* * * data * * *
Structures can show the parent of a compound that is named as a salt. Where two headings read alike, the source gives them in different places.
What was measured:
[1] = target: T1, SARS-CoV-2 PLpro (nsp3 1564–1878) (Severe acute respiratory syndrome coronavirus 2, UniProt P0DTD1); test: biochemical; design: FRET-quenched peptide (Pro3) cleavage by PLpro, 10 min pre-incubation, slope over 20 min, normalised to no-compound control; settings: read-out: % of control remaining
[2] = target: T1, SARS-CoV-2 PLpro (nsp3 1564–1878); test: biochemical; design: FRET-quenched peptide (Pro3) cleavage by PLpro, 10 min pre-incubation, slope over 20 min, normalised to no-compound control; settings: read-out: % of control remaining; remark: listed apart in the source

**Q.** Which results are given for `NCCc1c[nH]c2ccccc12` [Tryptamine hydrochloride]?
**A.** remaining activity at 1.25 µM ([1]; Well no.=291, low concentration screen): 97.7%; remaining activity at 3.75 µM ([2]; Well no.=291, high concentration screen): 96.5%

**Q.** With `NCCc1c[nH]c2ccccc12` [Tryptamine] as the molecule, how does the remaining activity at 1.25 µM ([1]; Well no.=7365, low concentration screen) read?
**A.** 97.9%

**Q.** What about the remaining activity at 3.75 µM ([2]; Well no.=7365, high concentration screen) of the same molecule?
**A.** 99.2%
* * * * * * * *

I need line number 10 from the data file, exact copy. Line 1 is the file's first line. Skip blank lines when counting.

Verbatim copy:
**A.** 99.2%